It’s going to be pretty weird for Minnesota Vikings fans to look at the right defensive end position and not see Everson Griffen.
The 10-year veteran, who was selected in the fourth round of the 2010 draft, announced Friday that he would not be coming back to Minnesota after opting out of his contract to become a free agent.
Now the Vikings are tasked with filling the shoes of a dominant edge rusher who amassed the fourth most sacks in team history.
How difficult will he be to replace?
At 32 years old, Griffen was still one of the top players at his position. Pro Football Focus graded him 21st of 63 edge rushers who played at least 50% of snaps in 2019. He created the 14th most pressures (66) and tied for ninth in most QB hits (nine). The Vikings’ Pro Bowler also stayed healthy, playing the 17th most snaps among edge rushers.
It isn’t easy to replace an every-down defensive end who can create consistent pressure. It is even tougher to replace one who draws as much attention as Griffen. Opponents find it impossible to gameplan for both Griffen and left defensive end Danielle Hunter. They routinely chip him with running backs and double team him with tight end help, yet find him in the backfield over and over again. Per PFF data, opponents only double teamed Hunter on 20% of snaps when both players were on the field.
There’s also an intangible element to Griffen’s presence that can’t be filled by next-man-up. He was the driving force behind the defense and the man at the center of the pre-game huddle getting his teammates ready for gametime. He worked with other players to improve their game and set an example for every newcomer to follow. That has value.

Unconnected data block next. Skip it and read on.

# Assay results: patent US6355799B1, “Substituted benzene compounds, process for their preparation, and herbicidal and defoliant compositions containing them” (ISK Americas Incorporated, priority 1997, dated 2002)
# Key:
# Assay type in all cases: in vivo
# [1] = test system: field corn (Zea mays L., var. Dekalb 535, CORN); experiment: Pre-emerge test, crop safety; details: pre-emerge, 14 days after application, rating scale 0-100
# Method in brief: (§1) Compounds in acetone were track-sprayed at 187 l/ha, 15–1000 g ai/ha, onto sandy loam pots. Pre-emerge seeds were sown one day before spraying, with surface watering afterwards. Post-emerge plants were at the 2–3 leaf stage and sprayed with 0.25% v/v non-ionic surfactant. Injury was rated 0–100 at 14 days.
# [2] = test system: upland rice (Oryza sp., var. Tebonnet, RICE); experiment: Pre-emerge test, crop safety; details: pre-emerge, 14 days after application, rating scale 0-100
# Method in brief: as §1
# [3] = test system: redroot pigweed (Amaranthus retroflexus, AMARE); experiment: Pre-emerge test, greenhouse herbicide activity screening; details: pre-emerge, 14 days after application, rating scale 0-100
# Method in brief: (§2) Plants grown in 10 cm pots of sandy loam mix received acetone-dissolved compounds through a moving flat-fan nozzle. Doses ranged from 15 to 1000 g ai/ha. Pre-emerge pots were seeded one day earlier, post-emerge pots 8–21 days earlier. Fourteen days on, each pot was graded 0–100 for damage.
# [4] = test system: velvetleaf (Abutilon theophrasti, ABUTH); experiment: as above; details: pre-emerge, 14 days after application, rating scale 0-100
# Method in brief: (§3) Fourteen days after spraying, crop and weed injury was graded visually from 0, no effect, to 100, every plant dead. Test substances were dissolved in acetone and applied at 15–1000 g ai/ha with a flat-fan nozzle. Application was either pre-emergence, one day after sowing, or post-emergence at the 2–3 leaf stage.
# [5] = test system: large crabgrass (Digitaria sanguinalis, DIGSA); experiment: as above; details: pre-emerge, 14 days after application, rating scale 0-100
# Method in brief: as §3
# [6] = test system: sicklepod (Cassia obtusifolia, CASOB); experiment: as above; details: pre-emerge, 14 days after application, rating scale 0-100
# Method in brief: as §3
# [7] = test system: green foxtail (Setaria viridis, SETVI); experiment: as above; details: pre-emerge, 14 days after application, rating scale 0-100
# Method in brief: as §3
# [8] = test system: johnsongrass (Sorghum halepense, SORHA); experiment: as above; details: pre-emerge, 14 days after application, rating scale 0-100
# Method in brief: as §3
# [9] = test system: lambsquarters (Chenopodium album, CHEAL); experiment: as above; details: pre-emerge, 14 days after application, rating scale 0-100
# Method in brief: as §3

All that said, his rushing production isn’t impossible to replace.
The Vikings have been drafting players and developing for this scenario for several years. Ifeadi Odenigbo had seven sacks and 26 pressures on 299 pass rush snaps last season. Add him to the mix with a free agent and the Vikings should be able to patchwork the right side while relying on Hunter to continue his superstar trajectory.
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There are still a number of impact rushers on the market. Former New York Giant Markus Golden had just 12 sacks and just two fewer pressures than Griffen last season with 64 on 509 pass rush snaps. The interest in his services might be less than expected so the Vikings could aim to sign him on a Sheldon Richardson-like one-year prove-it deal.
Other rotational rushers like Jabaal Sheard (42 pressures, five sacks on 378 snaps), Adrian Clayborn (48 pressures on 322 snaps) and Vinny Curry (44 pressures on 275 snaps) have had a good deal of success as role players.
In that case, a short-term deal could be paired with drafting a defensive end with one of the team’s five picks out of the first 105 overall selections.
It says something about Griffen that it might take three players to fill the shoes of one. And that’s the tough part for the Vikings with this offseason. Few players have meant as much to the organization as Griffen over the last decade but the Vikings have put themselves in a position with the salary cap in which it carries a high degree of risk to spend big on an older player. If there is an older player who would have been worth it, however, it was Griffen.
*portions of this article ran following Griffen’s decision to opt out of his contract